What alarms Republicans is that charges of sexual misconduct, which undermined Mr. Moore and linger over Mr. Trump, are engulfing lawmakers and are bound to lead to more resignations, more special elections and a further galvanizing of female voters.
Democrats have dreamed for years of peeling away the rings around major cities, separating suburban voters who favor conservative tax and economic policies from a Republican Party that also champions harder-right positions on abortion, guns and gay rights. So far, that effort has gained Democrats few seats.
That rebuke resonates with voters like Pat Robinson, a retired teacher inclined to vote for a Democrat in 2018 but waiting to see who will emerge as the nominee. Ms. Robinson, who said she voted for Mrs. Clinton last year as the “lesser of two evils,” said she would not reward a lawmaker allied with the White House.
The reporters went out on a limb and seemed to think the Democrat would win a Republican House seat in Houston, and tried to put the Republican John Culberson on the defensive:
In Mr. Culberson’s Houston district, which Mrs. Clinton narrowly carried, the ingredients seem right for an upset.
He has not hired a full-time campaign manager, and some supporters worry he does not fully realize the threat. Asked at a fund-raiser this year if he was besieged with angry calls, Mr. Culberson suggested he was not, a comment that left some attendees flabbergasted, according to a Republican present.
Martin and Burns concluded on an ominous note for Republicans.
Nearby, one of her volunteers, a Brown University graduate and lawyer by training, spoke with even more urgency.
“I cannot bear what is going on right now in government,” said Norri Leder, saying of Mr. Trump, “I find him completely offensive and unethical and slimy.”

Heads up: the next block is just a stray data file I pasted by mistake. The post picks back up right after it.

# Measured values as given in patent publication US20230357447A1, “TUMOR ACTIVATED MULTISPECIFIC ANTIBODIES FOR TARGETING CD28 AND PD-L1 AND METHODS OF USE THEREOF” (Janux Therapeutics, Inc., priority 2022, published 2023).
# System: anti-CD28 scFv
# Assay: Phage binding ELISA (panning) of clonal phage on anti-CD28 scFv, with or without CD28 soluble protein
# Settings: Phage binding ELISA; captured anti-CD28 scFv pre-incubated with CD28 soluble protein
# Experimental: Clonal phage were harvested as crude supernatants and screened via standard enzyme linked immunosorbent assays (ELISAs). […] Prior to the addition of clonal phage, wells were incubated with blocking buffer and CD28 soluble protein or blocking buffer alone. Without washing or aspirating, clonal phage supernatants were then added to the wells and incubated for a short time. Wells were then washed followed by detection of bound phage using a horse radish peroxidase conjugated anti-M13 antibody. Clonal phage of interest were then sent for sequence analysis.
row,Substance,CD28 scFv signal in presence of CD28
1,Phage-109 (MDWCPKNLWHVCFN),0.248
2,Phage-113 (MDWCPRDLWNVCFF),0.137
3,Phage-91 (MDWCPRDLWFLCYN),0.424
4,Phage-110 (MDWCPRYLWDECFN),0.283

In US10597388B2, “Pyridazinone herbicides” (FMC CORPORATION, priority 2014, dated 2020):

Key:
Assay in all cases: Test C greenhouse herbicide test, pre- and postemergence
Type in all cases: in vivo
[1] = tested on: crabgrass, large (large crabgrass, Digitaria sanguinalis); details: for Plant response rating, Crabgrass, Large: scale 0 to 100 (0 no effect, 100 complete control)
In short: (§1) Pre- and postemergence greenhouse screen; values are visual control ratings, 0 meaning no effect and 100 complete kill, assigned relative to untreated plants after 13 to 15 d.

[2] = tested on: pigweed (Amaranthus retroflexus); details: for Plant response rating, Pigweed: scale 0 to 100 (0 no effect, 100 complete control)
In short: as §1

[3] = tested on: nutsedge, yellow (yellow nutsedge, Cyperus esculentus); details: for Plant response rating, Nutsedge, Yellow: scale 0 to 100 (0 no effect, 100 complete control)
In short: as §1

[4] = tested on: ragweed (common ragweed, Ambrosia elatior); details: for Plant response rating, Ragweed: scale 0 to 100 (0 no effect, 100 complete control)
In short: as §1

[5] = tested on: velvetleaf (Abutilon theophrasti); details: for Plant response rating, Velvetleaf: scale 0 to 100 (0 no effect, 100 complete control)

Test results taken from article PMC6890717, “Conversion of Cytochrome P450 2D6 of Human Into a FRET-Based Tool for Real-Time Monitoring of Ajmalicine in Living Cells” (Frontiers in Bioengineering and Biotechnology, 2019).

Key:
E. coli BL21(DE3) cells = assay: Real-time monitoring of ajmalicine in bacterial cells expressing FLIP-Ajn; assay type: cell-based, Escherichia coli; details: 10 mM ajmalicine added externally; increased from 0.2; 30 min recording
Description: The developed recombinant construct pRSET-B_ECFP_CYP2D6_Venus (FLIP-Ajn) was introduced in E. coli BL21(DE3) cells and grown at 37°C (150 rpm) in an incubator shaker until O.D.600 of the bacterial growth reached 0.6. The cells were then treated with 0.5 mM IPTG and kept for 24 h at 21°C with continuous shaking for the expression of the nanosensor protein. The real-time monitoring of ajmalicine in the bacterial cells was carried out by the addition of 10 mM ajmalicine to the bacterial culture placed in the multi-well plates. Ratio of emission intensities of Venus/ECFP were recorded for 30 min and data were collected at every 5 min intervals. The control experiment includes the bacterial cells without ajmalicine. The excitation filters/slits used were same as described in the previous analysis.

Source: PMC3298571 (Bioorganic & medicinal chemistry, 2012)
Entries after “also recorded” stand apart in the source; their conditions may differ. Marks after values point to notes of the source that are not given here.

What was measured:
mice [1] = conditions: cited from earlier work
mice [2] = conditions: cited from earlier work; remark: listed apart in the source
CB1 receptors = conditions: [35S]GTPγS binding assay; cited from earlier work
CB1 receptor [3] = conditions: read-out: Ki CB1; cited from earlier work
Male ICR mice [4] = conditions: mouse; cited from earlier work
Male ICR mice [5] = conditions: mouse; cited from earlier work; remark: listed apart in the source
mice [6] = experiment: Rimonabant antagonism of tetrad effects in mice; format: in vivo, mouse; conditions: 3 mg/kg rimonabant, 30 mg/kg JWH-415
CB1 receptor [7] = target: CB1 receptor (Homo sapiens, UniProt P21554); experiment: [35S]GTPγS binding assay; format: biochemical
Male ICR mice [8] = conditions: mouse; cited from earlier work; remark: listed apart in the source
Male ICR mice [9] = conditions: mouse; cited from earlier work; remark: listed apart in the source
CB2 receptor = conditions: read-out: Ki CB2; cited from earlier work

And, Ms. Leder said, her Republican husband feels the same way.
But John Daniel Davidson at The Federalist warned against such media giddiness, given that the Democrats have their problems too.
...the main problem with the blue wave theory of 2018 is that it asks too much of the Democratic Party, which is riven by as much division and confusion as the GOP is, if not more....What’s worse, they have no economic message. (Remember the Democrats’ “Better Deal” rollout back in July? Sort of had to do with the economy? Me neither.)....If they want to win in deep-red states next year, Democrats will have to offer a positive vision for the country. There’s no sign so far they have one to offer.
Davidson had something to say about the paper's confidence about a Democratic upset in Houston:
But here’s what the Times piece doesn’t mention: the last Democrat to represent that district left office in 1967, when the seat went to the former chairman of the Republican Party for Harris County, one George H.W. Bush. Republicans have represented the district ever since. Culberson, who has held the seat since 2001, won reelection last year by 12 points -- despite Clinton carrying the district.